“American Hardcore” b/w “The Deal” (Swashbuckling Hobo)
That these reformed second-wave, southside Brisbane punks actually manage to sound dangerous on new recordings made four decades later comes down to the fact they were more of a Flipper-meets-latter-day-Black-Flag-styled grind than a cheap Pistols take-off, before - in the words of their label - “drugs, death and depression took over”, and they dissolved.
They reformed, more or less intact, a few years ago to play live and promote some re-issues, and these songs are the fruit of a studio session.
Back For More – Rocket Science b/w Sick – Supergrass (Sound Pressing)
This is a double A side to mark the 2020 Australian tour that never was by Brits Supergrass and home-grown psych-garage rockers Rocket Science. COVID killed off that run, which was part of an ambitious world tour by Supergrass. Plans are afoot to make up for that, but for now this offering will have to do…
First to Rocket Science: Roman Tucker's throaty organ and some stop-start fuzz guitar dominate the breathless “Back For More”, recorded live at an in-store at Tym Guitars (R,I.P.) in Brisbane after the release of their fabulous reformation album, “Snake”. It’s a reminder that simple songs are often best - and that the album ruled if you didn’t wrap your ears around it at the time of release.
Sensible Shoes b/w Laughter Lines - Manja and the Maytrons (Robotten Records)
It’s a trio from the UK that plays post-punk-meets-garage-rock on a super-chunky slice of 45rpm splattewred vinyl. “Laughter Lines” is uncompromising with just a glimmer of light in the vocals. Drummer and co-singer Manja and bassist Mark S lock into a hard groove for Neil G to weave a thick layer of distorted guitar over the top. Part sung in German with the balance in English. “Disconcerting” and “different” are good words. So is “unconventional” which is probably the point. “Sensible Shoes” is an odd beast, too, with the bottom-end missing in action and to-and-fro vocal parts. The voices are placed well back in the soundscape in true post-punk style, and it all skids to a sudden stop. Wire springs to mind.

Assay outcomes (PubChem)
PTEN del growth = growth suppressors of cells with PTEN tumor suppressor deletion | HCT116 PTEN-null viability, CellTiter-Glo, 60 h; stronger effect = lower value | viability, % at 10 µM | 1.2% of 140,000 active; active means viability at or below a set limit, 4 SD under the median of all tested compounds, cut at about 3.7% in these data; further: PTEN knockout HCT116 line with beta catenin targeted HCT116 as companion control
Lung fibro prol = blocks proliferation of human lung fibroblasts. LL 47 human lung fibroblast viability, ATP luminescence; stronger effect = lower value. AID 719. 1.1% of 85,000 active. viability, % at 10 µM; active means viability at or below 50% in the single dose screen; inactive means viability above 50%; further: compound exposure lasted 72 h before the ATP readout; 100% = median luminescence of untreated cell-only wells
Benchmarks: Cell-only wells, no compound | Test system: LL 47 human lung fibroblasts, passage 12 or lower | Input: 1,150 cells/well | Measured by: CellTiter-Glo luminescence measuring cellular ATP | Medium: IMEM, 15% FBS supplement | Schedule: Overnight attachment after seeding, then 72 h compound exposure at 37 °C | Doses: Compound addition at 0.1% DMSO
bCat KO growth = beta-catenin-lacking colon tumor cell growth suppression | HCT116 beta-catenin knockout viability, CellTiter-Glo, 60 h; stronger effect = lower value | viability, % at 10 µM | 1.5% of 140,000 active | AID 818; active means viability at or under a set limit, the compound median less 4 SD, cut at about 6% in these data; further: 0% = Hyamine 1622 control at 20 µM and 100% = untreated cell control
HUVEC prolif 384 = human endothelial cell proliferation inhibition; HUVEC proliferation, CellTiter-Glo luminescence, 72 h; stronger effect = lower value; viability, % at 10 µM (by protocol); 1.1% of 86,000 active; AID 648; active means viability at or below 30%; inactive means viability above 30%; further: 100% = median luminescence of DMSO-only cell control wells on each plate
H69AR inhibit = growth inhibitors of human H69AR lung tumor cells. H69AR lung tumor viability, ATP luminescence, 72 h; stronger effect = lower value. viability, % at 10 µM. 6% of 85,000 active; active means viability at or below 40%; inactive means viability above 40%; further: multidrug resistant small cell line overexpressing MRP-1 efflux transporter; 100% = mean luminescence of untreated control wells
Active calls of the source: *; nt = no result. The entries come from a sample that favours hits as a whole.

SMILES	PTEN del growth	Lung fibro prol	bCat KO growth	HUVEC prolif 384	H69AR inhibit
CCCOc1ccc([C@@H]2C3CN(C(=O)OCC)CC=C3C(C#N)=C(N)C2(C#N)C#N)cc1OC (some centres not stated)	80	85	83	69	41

Pain! b/w Wheels on Fire - Smitty & B Goode (Evil Tone)
Been a long time since they rock and rolled in person. Sydney trio Smitty & B Goode isn’t the most prolific act in terms of releases, but they’ve put enforced time off to good use with this power-packed 45. “Pain!” inflicts more pleasure than its title suggests, flipping mild self-loathing on its head. Anger is an energy and Smitty’s assertive vocal and downstroke guitar is set against a fierce sonic brew, “turning gasoiine into a symphony of sound.” Tight as a fish’s, as they say. Flip it over for more of the same garage grit goodness. Carly’s sunny bass-tone suits the up-tempo mood. Succinct and catchy, it’s a short tun of 200 copies so grab yours here while you still can.
Lockdown Blues - Moonlight 5 (Aldora Britain Records)
Guitarist Ed Garland has one of those gut-bucket voices which command your attention. I can't tell you if Moonlight 5 will be significant or not; but they're certainly getting attention around the world at the moment. Their knowingly lopsided-shrug blues slubs along the railroad, fed up and helpless, waiting for the crows to poke at their carcass. Fabulous use of horns, too; comparisons to Tom Waits are inevitable but mistaken.
The clip for “Lockdown Blues” shows US chain-gang convicts through a sepia filter, with the additional topicality of the stupidvirus - which we're slaves to; both clips use a familiar US slavery/ convicts as an allegory for an Australian context - this doesn't usually work, but does here (you'll have to watch the clips now) because they hint at wider concerns. Either way, both are the kind of thing you want to show your friends.
She Feels Like a Good Thing – Ricky Rat (I-94 Recordings)
Some of you might know Ricky Rat from his many various recorded collaborations and world tours with such rocknroll all-stars as Texas Terri, Kevin K, Bootsey X & The Lovemasters, or even the post-Stiv Dead Boys, but to many of us midwestern punk rockers, he'll always be fondly revered for his trailblazing Detroit glam gang, Trash Brats, who really helped to co-author the ‘80s punk-roll underground scene.
Trash Brats shows were special events when all the diverse rock ‘n’ roll tribes came outta the closet to rub shoulders and get wasted to their joyful, exuberant, power pop mayhem and merriment. All the spiky haired rocker kids knew the words back then. They filled that room with bedlam and we all sang along.